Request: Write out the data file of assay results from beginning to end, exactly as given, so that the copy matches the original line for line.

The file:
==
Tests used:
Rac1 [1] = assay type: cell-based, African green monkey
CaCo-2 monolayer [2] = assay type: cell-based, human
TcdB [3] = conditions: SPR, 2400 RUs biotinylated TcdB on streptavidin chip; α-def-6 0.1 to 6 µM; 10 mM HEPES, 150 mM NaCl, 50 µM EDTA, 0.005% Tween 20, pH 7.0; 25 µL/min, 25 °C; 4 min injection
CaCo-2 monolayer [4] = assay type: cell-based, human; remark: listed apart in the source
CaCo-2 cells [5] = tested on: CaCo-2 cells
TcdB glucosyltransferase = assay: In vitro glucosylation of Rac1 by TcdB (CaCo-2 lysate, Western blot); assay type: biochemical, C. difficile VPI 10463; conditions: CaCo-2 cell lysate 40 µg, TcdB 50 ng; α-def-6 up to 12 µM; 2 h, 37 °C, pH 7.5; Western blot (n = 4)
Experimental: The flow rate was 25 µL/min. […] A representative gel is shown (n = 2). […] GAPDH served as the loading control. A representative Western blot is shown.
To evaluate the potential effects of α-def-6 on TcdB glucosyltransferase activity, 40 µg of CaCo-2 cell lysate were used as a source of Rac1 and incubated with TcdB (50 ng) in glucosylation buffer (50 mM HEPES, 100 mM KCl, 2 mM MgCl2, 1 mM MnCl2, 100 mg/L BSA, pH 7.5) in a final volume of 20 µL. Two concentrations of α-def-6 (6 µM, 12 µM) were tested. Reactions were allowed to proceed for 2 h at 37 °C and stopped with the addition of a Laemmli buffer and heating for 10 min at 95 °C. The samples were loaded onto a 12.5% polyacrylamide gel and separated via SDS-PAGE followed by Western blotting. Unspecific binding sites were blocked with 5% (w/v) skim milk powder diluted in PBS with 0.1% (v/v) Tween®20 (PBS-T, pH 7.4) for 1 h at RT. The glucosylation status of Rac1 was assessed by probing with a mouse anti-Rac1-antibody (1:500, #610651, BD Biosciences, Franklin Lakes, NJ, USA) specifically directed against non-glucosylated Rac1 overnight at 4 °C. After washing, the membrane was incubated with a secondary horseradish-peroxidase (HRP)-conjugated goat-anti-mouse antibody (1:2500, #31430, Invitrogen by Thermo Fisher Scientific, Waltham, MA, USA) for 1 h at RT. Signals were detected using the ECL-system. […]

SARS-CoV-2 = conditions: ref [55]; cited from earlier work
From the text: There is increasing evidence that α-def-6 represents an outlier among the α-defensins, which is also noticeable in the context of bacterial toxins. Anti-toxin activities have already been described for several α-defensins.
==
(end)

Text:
Tests used:
Rac1 [1] = assay type: cell-based, African green monkey
CaCo-2 monolayer [2] = assay type: cell-based, human
TcdB [3] = conditions: SPR, 2400 RUs biotinylated TcdB on streptavidin chip; α-def-6 0.1 to 6 µM; 10 mM HEPES, 150 mM NaCl, 50 µM EDTA, 0.005% Tween 20, pH 7.0; 25 µL/min, 25 °C; 4 min injection
CaCo-2 monolayer [4] = assay type: cell-based, human; remark: listed apart in the source
CaCo-2 cells [5] = tested on: CaCo-2 cells
TcdB glucosyltransferase = assay: In vitro glucosylation of Rac1 by TcdB (CaCo-2 lysate, Western blot); assay type: biochemical, C. difficile VPI 10463; conditions: CaCo-2 cell lysate 40 µg, TcdB 50 ng; α-def-6 up to 12 µM; 2 h, 37 °C, pH 7.5; Western blot (n = 4)
Experimental: The flow rate was 25 µL/min. […] A representative gel is shown (n = 2). […] GAPDH served as the loading control. A representative Western blot is shown.
To evaluate the potential effects of α-def-6 on TcdB glucosyltransferase activity, 40 µg of CaCo-2 cell lysate were used as a source of Rac1 and incubated with TcdB (50 ng) in glucosylation buffer (50 mM HEPES, 100 mM KCl, 2 mM MgCl2, 1 mM MnCl2, 100 mg/L BSA, pH 7.5) in a final volume of 20 µL. Two concentrations of α-def-6 (6 µM, 12 µM) were tested. Reactions were allowed to proceed for 2 h at 37 °C and stopped with the addition of a Laemmli buffer and heating for 10 min at 95 °C. The samples were loaded onto a 12.5% polyacrylamide gel and separated via SDS-PAGE followed by Western blotting. Unspecific binding sites were blocked with 5% (w/v) skim milk powder diluted in PBS with 0.1% (v/v) Tween®20 (PBS-T, pH 7.4) for 1 h at RT. The glucosylation status of Rac1 was assessed by probing with a mouse anti-Rac1-antibody (1:500, #610651, BD Biosciences, Franklin Lakes, NJ, USA) specifically directed against non-glucosylated Rac1 overnight at 4 °C. After washing, the membrane was incubated with a secondary horseradish-peroxidase (HRP)-conjugated goat-anti-mouse antibody (1:2500, #31430, Invitrogen by Thermo Fisher Scientific, Waltham, MA, USA) for 1 h at RT. Signals were detected using the ECL-system. […]

SARS-CoV-2 = conditions: ref [55]; cited from earlier work
From the text: There is increasing evidence that α-def-6 represents an outlier among the α-defensins, which is also noticeable in the context of bacterial toxins. Anti-toxin activities have already been described for several α-defensins.